Energy Efficiency

, Volume 9, Issue 3, pp 699–721

Design of a methodology for impact assessment of energy efficiency programs: measuring indirect effects in the Chilean case

  • Enzo Sauma
  • Sonia Vera
  • Karim Osorio
  • Deinny Valenzuela
Original Article

DOI: 10.1007/s12053-015-9380-0

Cite this article as:
Sauma, E., Vera, S., Osorio, K. et al. Energy Efficiency (2016) 9: 699. doi:10.1007/s12053-015-9380-0
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Abstract

Today, many countries are promoting energy efficiency (EE) measures as part of their energy strategy. Among the goals sought with these actions are producing a decoupling between economic growth and energy consumption, reducing the dependence on fossil fuels as a primary energy source, and reducing greenhouse gas emissions. Measuring direct, indirect, and co-benefit effects of EE programs is crucial. However, in the current literature and practice, assessments of EE programs have focused on direct impacts (i.e., impacts whose energy savings can be directly and instantaneously quantified) due to their objectivity and simplicity to put evaluations in a cost-effectiveness framework. Moreover, several assessment methodologies studying the indirect effects of EE programs only focus on identifying the effects and quantifying a proxy of the effects in terms of the number of activities developed or the number of people attending EE training or dissemination events. Some few existing methodologies correctly assess the indirect effects of EE measures, but they often require a significant budget. We propose a new methodology to assess the impacts of EE programs, especially focusing on indirect effects (i.e., long-term effects on energy use), that is suitable for low-budget programs. We focus on those indirect effects having the capability of mobilizing long-term energy savings through transformations in energy markets. We attempt to measure the potential future energy savings that are sustainable in the long term due to a behavioral transformation of energy markets. In order to measure these indirect effects, we use three axes: presence, valuation, and mobilizing capacity. This methodology was applied to 12 EE programs (implemented during 2011 and 2012 in Chile) in order to obtain their indirect impact assessment.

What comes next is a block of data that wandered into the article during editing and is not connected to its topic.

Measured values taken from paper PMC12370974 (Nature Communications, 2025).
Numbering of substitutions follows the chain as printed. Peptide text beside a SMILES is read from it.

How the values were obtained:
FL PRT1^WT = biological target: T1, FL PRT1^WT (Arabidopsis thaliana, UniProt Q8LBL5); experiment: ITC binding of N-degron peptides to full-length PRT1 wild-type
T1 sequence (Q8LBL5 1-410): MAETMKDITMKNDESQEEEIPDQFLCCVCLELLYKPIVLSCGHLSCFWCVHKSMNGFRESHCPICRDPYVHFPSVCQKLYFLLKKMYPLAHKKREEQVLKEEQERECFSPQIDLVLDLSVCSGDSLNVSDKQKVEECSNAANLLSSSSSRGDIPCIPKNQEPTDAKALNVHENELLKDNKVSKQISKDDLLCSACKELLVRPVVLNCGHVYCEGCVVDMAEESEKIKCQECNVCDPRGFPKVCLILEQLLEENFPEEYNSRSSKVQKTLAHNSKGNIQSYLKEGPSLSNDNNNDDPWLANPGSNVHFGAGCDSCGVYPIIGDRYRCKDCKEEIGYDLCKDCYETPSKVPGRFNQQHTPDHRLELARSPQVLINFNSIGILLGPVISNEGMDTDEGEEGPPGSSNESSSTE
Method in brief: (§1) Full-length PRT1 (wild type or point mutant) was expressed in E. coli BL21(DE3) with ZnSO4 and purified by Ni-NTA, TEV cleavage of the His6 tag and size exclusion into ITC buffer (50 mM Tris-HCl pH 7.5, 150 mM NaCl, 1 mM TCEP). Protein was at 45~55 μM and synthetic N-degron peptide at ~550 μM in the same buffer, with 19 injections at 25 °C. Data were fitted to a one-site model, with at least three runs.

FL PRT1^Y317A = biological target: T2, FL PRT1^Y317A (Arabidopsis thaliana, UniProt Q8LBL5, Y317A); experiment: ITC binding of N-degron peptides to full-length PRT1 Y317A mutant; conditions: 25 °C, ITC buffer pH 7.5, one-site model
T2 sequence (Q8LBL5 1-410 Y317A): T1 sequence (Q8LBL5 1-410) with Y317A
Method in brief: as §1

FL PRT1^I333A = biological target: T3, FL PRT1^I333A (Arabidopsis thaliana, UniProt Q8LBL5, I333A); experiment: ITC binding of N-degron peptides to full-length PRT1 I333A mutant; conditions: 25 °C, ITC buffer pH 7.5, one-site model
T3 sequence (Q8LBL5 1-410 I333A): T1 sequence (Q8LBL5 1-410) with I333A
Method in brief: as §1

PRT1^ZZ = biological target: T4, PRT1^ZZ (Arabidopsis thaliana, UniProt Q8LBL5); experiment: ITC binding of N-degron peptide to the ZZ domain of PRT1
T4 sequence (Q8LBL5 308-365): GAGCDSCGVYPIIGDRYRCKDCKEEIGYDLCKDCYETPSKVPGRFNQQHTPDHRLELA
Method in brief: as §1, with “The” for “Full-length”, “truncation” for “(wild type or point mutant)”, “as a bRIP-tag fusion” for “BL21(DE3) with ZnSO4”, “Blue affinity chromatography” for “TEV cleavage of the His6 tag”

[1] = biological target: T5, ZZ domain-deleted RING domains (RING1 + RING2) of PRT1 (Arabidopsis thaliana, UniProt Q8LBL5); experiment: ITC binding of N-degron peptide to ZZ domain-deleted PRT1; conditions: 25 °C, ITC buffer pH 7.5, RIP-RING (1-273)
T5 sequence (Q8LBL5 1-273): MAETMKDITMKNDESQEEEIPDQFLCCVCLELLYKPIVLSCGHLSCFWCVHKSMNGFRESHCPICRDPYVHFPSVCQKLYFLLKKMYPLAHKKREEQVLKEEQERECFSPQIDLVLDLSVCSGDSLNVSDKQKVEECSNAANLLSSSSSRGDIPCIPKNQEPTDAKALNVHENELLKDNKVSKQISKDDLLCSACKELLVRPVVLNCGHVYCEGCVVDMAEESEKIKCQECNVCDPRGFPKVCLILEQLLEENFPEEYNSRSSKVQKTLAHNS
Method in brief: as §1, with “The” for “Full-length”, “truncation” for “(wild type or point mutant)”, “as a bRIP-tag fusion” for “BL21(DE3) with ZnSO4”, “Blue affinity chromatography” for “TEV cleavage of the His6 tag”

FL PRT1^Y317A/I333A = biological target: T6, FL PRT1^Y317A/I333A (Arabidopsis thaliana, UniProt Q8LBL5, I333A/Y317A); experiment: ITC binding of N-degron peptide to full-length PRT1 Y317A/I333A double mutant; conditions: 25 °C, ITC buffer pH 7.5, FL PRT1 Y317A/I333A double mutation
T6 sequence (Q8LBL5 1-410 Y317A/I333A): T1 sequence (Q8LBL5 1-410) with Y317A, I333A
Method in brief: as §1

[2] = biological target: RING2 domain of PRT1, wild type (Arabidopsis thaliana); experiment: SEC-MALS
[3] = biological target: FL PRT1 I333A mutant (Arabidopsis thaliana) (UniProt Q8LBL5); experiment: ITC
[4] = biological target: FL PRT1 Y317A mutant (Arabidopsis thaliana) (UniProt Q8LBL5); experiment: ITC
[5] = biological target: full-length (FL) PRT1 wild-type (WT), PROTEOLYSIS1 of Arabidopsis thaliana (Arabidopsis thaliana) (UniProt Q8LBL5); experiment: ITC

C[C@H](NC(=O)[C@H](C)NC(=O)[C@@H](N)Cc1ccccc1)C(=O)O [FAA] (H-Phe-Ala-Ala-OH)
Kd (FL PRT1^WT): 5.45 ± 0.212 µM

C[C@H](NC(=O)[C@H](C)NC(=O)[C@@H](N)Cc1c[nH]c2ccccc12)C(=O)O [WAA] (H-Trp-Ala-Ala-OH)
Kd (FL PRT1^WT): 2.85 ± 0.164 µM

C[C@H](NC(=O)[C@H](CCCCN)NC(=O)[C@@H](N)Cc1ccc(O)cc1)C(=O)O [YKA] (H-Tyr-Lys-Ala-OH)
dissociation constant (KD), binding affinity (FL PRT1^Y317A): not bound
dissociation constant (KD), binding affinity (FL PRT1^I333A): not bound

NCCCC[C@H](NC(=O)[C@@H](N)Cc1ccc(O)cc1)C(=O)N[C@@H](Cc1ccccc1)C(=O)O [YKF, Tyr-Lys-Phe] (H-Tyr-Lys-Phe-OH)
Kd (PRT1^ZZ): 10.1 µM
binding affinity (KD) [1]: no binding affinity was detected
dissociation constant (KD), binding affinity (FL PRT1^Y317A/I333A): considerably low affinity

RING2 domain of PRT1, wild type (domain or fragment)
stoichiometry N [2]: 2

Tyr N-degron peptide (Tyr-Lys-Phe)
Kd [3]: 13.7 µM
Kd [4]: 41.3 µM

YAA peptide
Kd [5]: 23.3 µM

Keywords

Energy efficiency Public programs design Impact evaluation methodology Indirect impacts 

JEL classification

C18 C81 D04 D61 H30 

Copyright information

© Springer Science+Business Media Dordrecht 2015

Authors and Affiliations

  • Enzo Sauma
    • 1
  • Sonia Vera
    • 2
  • Karim Osorio
    • 2
  • Deinny Valenzuela
    • 2
  1. 1.Department of Industrial & Systems Engineering and Center for Global Change UC, Pontificia Universidad Católica de ChileMaculChile
  2. 2.Department of Industrial & Systems EngineeringPontificia Universidad Católica de ChileMaculChile

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